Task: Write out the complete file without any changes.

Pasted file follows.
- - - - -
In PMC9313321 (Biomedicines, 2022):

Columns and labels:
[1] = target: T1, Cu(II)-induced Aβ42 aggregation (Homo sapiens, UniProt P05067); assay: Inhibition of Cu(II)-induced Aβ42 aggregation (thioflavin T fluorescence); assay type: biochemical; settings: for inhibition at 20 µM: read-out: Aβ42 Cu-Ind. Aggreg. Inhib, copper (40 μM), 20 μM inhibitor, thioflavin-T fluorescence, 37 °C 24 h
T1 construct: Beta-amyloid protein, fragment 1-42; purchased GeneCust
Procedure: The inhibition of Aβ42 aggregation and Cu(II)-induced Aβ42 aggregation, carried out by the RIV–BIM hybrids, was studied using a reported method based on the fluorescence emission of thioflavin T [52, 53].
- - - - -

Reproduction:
In PMC9313321 (Biomedicines, 2022):

Columns and labels:
[1] = target: T1, Cu(II)-induced Aβ42 aggregation (Homo sapiens, UniProt P05067); assay: Inhibition of Cu(II)-induced Aβ42 aggregation (thioflavin T fluorescence); assay type: biochemical; settings: for inhibition at 20 µM: read-out: Aβ42 Cu-Ind. Aggreg. Inhib, copper (40 μM), 20 μM inhibitor, thioflavin-T fluorescence, 37 °C 24 h
T1 construct: Beta-amyloid protein, fragment 1-42; purchased GeneCust
Procedure: The inhibition of Aβ42 aggregation and Cu(II)-induced Aβ42 aggregation, carried out by the RIV–BIM hybrids, was studied using a reported method based on the fluorescence emission of thioflavin T [52, 53].